Catalan vice president meets Scottish first minister
Pro-independence leaders Pere Aragonès and Nicola Sturgeon pledge to strengthen economic cooperation between their governments
The Catalan vice president Pere Aragonès traveled to Glasgow on Sunday to meet with the first minister of Scotland, Nicola Sturgeon, and discuss their political roadmaps to achieve independence.
Aragonès and Sturgeon agreed on the need for an independence referendum for both Catalonia and Scotland. While Aragonès demanded "the self-determination referendum that Catalonia deserves"—a possibility blatantly opposed by Spain, and which led pro-independence leaders to hold an independence vote deemed as illegal last year—, Sturgeon called for a new referendum for Scotland to have the chance to remain in the European Union (EU) after the United Kingdom decided to leave in the Brexit vote.
"We both agreed that democracy is the only way: democracy and perseverance"
Pere Aragonès · Catalan vice president
"We both agreed that democracy is the only way: democracy and perseverance," said Aragonès after the meeting. "We know that democracy will prevail, and this is something that forces us to be patient."
According to Aragonès, both leaders agreed to work out ways to strengthen economic cooperation between the Catalan Finance Institute and Scotland’s public bank of investment, an ongoing project by Sturgeon’s government.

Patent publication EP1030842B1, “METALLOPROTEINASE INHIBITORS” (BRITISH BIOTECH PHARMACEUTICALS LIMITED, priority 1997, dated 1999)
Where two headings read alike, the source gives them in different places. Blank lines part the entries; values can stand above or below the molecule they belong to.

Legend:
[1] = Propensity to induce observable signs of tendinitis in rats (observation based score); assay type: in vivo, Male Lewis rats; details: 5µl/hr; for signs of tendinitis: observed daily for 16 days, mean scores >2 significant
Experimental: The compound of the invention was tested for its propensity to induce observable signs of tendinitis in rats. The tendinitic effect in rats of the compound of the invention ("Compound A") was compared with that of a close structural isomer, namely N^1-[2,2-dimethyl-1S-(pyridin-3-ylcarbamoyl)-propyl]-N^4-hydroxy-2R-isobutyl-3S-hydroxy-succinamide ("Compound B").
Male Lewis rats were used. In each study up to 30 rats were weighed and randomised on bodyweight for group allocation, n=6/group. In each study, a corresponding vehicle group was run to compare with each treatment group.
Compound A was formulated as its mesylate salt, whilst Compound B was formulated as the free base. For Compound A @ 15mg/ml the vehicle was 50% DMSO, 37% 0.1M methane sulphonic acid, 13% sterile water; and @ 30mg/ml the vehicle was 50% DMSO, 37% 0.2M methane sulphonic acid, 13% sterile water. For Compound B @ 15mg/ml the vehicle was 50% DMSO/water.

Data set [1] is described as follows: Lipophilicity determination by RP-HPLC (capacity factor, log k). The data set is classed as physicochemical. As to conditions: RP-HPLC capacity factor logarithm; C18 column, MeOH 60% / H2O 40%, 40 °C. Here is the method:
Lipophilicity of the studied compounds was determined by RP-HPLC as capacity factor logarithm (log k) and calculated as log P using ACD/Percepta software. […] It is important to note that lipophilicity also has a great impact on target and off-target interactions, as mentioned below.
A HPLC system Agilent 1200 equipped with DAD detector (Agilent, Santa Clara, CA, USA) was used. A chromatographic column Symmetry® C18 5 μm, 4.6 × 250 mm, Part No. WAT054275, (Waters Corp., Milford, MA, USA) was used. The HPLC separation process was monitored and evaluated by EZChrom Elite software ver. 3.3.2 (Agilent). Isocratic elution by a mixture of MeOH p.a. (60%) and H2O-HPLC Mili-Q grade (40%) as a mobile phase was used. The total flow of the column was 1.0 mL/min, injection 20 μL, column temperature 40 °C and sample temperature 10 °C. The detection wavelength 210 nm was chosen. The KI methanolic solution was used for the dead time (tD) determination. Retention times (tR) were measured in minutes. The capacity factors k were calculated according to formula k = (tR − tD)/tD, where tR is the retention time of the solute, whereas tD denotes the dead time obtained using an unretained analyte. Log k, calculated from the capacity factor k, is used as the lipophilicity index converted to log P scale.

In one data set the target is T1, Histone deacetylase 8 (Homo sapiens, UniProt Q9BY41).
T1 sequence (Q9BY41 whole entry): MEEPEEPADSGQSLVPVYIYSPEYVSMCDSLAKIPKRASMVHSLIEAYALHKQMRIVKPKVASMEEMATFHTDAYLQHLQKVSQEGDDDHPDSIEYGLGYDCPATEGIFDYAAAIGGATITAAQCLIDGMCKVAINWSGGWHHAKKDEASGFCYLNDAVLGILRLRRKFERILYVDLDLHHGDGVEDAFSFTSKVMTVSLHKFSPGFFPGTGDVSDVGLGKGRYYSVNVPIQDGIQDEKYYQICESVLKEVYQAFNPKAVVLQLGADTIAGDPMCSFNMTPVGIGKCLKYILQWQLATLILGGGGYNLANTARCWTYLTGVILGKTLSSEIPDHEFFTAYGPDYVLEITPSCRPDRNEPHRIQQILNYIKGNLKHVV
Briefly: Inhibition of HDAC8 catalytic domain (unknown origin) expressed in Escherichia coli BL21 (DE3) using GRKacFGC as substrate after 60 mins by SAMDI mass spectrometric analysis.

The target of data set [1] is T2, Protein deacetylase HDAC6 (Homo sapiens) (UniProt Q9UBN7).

The highest-ranking government official for Esquerra (ERC) party, Aragonès traveled to Scotland only a few days after a major row between the two pro-independence parties ruling Catalonia. On Friday, Aragonès and president Quim Torra appeared in a joint press conference to show unity between ERC and Junts per Catalunya (JxCat).
In his subsequent press conference, Aragonès responded to an announcement by the Catalan National Assembly (ANC), one of the two biggest pro-independence grassroots groups in Catalonia, which set December 21 as a deadline for the Catalan government to explain its political roadmap to separate from Spain.
"We must focus on what we agree on," he said, and added that while independence must be achieved as soon as possible, it’s necessary to widen support for pro-independence parties and reach major compromises.
A yellow ribbon for Sturgeon
Aragonès gave Sturgeon a yellow ribbon, which has become a symbol of solidarity with Catalan politicians and activists in jail or exiled for their role in the independence bid. She accepted the gift and pinned it on her jacket.
There are nine pro-independence leaders in pre-trial prison, while seven are seeking refuge in other European countries.
Clara Ponsatí, a former minister of the executive that organized the referendum and declared independence last year, is currently living in Scotland.
Aragonès thanked Sturgeon for welcoming Ponsatí, but said his trip was too short and didn't have time to meet her in person.